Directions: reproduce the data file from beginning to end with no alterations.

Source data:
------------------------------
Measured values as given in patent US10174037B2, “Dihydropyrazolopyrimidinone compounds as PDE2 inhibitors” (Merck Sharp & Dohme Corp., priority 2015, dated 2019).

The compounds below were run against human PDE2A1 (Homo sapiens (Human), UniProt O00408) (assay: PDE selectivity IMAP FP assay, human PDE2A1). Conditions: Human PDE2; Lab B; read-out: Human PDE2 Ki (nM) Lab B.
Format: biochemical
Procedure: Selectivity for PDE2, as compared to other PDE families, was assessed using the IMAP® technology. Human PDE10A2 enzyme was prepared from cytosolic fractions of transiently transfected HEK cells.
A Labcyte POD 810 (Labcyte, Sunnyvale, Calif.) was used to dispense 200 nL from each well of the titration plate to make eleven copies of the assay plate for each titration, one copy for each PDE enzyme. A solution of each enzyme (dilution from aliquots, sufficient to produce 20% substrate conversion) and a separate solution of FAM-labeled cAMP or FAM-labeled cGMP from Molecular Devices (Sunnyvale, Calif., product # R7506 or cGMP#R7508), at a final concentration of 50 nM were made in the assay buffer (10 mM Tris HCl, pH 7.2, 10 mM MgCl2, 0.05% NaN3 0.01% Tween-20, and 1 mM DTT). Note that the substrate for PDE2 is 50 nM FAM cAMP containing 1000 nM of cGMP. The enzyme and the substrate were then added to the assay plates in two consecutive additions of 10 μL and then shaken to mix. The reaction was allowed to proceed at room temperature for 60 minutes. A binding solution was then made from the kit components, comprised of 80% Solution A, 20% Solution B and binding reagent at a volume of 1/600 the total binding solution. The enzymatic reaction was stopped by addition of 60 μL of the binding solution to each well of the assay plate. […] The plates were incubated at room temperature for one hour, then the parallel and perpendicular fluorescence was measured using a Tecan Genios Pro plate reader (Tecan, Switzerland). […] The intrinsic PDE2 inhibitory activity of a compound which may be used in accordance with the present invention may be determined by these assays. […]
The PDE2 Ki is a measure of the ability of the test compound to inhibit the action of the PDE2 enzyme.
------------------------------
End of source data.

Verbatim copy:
Measured values as given in patent US10174037B2, “Dihydropyrazolopyrimidinone compounds as PDE2 inhibitors” (Merck Sharp & Dohme Corp., priority 2015, dated 2019).

The compounds below were run against human PDE2A1 (Homo sapiens (Human), UniProt O00408) (assay: PDE selectivity IMAP FP assay, human PDE2A1). Conditions: Human PDE2; Lab B; read-out: Human PDE2 Ki (nM) Lab B.
Format: biochemical
Procedure: Selectivity for PDE2, as compared to other PDE families, was assessed using the IMAP® technology. Human PDE10A2 enzyme was prepared from cytosolic fractions of transiently transfected HEK cells.
A Labcyte POD 810 (Labcyte, Sunnyvale, Calif.) was used to dispense 200 nL from each well of the titration plate to make eleven copies of the assay plate for each titration, one copy for each PDE enzyme. A solution of each enzyme (dilution from aliquots, sufficient to produce 20% substrate conversion) and a separate solution of FAM-labeled cAMP or FAM-labeled cGMP from Molecular Devices (Sunnyvale, Calif., product # R7506 or cGMP#R7508), at a final concentration of 50 nM were made in the assay buffer (10 mM Tris HCl, pH 7.2, 10 mM MgCl2, 0.05% NaN3 0.01% Tween-20, and 1 mM DTT). Note that the substrate for PDE2 is 50 nM FAM cAMP containing 1000 nM of cGMP. The enzyme and the substrate were then added to the assay plates in two consecutive additions of 10 μL and then shaken to mix. The reaction was allowed to proceed at room temperature for 60 minutes. A binding solution was then made from the kit components, comprised of 80% Solution A, 20% Solution B and binding reagent at a volume of 1/600 the total binding solution. The enzymatic reaction was stopped by addition of 60 μL of the binding solution to each well of the assay plate. […] The plates were incubated at room temperature for one hour, then the parallel and perpendicular fluorescence was measured using a Tecan Genios Pro plate reader (Tecan, Switzerland). […] The intrinsic PDE2 inhibitory activity of a compound which may be used in accordance with the present invention may be determined by these assays. […]
The PDE2 Ki is a measure of the ability of the test compound to inhibit the action of the PDE2 enzyme.